We live in a global economy. High-performance audio components are made in almost every country in the world. Even China has emerged as a purveyor top-shelf brands. But, what about New Zealand?
I had the pleasure to interview Mr. Brian Willoughby, Managing Director of Plinius, who just happen to be located in New Zealand. Plinius makes high-end amps, preamps, digital components, phono stages and home theater products. Plinius is a subsidiary of Contex Engineers, a specialty machining and manufacturing company. Based in Christchurch, Plinius, and the parent company, Contex Engineers, manufacturers and ships product throughout the world. New Zealand is often, and mistakenly, thought of as being part of Australia. Something that is hardly true and something any Kiwi would be very quick to correct. Despite it's size, and being about 1500 miles from Australia, New Zealand has a highly skilled, technologically advanced manufacturing effort.
Mr. Willoughby filled me in on Plinius history, "Plinius was founded in 1980 by a chap called Peter Thompson. To make things more difficult, transistors were a new technology and the quality wasn't often very high. There were also import restrictions and that made any kind of kit that was moderately expensive, very expensive." This led to the formation of about a dozen high-end manufacturers in a country with, "only three million people and seventy million sheep." Toward the end of the 1980"s import restrictions were lifted and that saw the demise of quite a few of those companies. In fact, Plinius is one of two that survived, and by far the largest.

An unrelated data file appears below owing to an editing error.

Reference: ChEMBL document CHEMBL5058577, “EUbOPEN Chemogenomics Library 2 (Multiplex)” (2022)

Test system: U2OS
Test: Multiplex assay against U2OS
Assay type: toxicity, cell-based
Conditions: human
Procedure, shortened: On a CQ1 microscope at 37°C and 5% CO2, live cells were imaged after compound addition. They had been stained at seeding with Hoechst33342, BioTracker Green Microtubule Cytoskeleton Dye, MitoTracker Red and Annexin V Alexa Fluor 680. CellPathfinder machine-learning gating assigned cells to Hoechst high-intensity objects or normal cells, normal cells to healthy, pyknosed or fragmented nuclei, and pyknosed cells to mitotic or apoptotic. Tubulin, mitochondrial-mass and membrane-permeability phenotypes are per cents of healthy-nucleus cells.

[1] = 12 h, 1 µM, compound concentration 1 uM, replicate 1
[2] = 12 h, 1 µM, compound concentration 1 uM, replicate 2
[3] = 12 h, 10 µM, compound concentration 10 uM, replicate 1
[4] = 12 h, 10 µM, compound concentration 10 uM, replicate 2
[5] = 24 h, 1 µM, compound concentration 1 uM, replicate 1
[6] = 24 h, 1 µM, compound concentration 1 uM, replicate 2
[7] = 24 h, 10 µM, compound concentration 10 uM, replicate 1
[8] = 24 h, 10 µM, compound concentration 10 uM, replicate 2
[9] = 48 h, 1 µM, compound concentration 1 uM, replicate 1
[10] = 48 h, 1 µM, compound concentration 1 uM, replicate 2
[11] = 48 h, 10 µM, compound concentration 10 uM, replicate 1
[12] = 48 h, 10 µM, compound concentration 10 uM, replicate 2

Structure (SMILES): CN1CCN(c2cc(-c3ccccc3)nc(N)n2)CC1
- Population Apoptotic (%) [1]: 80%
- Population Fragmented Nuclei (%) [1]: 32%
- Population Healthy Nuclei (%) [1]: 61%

Plinius has always been a manufacturer of transistor amps and preamps. "The strength of the company" as Willoughby puts it, " is its history. If you're going to mess up the signal you'll mess it up when you really amplify it." By the early 1990's, Plinius had a solid reputation for amps and preamps. Source components grew from that point and followed the amps and preamps. "We have young engineers working for us that can manage digital and we've gotten into the source. We think this is an important and exciting time to be an audiophile."
Plinius targets their products at a specific price point. "Right now, we recognize that for our brand to get more recognition we need an entry point that's lower than the Hautonga that we've got at the moment and those two products are being released in Munich." The Hautonga is Plinius' current entry-level integrated amp. Willoughby understands "that even a small company like Plinius that needs more volume than it's got now, the only way it will do that is with an attractive price point."
Currently the digital lineup includes the Tiki network player, the Toko digital audio and physical CD player, and the Mauri, which is a conventional CD player. Plinius' own iPad app, the Arataki controller, is available through iTunes, and controls all of these components. Tiki and Toko digital players are both capable of 192 / 24 playback and include their own built in DAC.